Boomkat Product Review:
‘Hedoro’ is an absorbing suite of dank and melodramatic electronica inspired by Japanese soundtracks and ’90s adventure-gaming. It’s the 2nd album by Antwerp’s Bent Von Bent under the Ōgon Batto mantle, following his self-titled tape in 2014 for Hare Akedod, the label he runs with David Edren (DSR Lines)
Meaning “slime” or “chemical ooze”, Hedoro is a fine title for Batto’s mix of viscous strings and intoxicating atmospheres. Over the course of some 29 succinctly evocative tracks, he gels a spectrum of textures in imagined spaces, painted in detailed strokes of synthesiser, to realise an intricate, elusive narrative that hints at his European heritage as much as the more explicit gestures towards Japanese culture.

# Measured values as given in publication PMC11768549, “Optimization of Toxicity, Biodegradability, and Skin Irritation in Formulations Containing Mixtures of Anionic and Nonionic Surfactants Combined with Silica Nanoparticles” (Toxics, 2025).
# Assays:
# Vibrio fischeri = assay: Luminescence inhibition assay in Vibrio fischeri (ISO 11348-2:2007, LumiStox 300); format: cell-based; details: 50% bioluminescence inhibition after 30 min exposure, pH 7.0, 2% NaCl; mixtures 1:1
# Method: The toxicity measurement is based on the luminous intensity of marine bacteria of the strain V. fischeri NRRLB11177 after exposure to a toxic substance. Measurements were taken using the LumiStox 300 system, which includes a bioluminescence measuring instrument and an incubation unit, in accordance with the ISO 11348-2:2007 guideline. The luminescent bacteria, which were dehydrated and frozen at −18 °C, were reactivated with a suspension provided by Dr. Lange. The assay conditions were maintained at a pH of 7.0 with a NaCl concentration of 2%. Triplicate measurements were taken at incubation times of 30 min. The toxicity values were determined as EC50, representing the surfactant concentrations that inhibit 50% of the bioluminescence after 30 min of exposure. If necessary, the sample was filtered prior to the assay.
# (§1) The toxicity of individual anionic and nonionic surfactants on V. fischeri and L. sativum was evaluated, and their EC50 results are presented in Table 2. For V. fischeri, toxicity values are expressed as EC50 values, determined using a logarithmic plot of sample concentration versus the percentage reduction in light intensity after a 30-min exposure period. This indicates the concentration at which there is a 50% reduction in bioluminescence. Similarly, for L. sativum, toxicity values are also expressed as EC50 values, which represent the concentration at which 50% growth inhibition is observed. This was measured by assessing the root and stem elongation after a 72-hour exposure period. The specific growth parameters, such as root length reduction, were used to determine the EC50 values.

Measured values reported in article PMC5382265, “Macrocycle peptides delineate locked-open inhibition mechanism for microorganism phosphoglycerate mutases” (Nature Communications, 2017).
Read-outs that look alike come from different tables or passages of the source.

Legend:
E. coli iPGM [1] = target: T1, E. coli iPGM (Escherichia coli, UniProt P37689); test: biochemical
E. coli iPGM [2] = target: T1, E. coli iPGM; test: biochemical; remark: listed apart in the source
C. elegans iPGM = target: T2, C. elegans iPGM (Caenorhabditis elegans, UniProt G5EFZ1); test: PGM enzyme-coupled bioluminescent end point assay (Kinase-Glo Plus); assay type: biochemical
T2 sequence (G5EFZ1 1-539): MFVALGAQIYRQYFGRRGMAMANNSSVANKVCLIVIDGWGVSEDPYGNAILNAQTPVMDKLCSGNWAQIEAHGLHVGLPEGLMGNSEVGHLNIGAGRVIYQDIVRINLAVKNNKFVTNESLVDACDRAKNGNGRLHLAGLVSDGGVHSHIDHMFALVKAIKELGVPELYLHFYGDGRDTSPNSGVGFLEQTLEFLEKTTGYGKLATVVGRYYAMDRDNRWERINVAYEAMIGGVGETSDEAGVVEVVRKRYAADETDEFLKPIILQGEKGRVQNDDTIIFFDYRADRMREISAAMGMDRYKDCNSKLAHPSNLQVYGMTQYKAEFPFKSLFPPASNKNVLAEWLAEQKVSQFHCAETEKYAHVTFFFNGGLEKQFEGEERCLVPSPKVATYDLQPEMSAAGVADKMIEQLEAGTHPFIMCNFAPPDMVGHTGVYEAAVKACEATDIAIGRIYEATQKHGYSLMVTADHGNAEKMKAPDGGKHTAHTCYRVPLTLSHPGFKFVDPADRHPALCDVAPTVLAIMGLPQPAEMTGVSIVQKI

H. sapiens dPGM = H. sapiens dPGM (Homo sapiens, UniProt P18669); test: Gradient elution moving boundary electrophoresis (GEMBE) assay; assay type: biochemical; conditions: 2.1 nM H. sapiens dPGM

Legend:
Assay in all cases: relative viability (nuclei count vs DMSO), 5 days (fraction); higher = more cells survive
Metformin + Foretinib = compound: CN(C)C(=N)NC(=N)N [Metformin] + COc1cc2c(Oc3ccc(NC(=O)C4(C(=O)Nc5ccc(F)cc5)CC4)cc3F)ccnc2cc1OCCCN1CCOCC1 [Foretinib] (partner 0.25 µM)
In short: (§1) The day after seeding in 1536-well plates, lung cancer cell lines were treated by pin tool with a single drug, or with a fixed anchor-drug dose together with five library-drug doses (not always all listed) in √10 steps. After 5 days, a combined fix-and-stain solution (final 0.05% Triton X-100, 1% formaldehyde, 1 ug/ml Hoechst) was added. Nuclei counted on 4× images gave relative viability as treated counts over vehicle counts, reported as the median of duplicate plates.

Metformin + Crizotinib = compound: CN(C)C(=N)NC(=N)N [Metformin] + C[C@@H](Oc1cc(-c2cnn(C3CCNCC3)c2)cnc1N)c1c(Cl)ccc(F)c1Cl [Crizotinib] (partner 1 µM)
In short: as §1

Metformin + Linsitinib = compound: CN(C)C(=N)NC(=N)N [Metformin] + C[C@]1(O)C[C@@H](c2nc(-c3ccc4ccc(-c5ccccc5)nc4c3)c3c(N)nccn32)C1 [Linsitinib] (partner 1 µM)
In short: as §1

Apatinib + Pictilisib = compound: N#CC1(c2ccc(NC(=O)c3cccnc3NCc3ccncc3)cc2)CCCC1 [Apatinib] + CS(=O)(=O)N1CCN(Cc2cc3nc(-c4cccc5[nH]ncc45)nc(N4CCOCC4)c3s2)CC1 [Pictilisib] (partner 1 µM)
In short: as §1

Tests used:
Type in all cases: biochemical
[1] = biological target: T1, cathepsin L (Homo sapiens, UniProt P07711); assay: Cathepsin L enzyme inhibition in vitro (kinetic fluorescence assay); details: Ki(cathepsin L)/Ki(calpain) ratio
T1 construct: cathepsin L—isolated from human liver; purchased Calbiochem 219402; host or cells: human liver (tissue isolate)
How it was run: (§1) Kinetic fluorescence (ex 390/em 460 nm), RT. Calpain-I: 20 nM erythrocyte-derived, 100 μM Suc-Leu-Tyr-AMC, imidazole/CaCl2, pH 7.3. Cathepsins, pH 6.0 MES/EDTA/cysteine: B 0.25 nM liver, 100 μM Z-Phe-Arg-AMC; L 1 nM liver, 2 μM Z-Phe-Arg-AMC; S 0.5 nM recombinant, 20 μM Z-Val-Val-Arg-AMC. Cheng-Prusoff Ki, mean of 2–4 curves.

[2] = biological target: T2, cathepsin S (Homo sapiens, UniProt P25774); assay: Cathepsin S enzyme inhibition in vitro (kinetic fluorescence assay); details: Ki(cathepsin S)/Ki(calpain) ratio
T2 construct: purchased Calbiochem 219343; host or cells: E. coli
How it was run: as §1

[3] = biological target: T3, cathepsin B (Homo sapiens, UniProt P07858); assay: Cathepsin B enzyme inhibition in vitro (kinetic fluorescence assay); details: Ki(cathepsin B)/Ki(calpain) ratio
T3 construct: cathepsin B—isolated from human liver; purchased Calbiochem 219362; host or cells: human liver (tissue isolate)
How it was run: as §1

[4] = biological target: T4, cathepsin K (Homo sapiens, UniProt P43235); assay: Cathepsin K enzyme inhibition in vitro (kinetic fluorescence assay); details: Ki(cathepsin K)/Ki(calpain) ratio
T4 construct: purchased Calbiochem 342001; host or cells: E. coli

In a sense, Hedoro shares much in common with the adroit and stylistically open-minded compositions of 0PN and Mica Levi, particularly the latter’s Delete Beach, but most strongly recalls the cybernetic 4th world impressions left by Kenji Kawaii’s Ghost In The Shell soundtrack, as well as Havet the exquisite début by computer game soundtrack composer Goodiepal, the work of David Kanega for Software, and even the medieval Belgy charms of Alain Pierre’s Jan Zonder Vrees.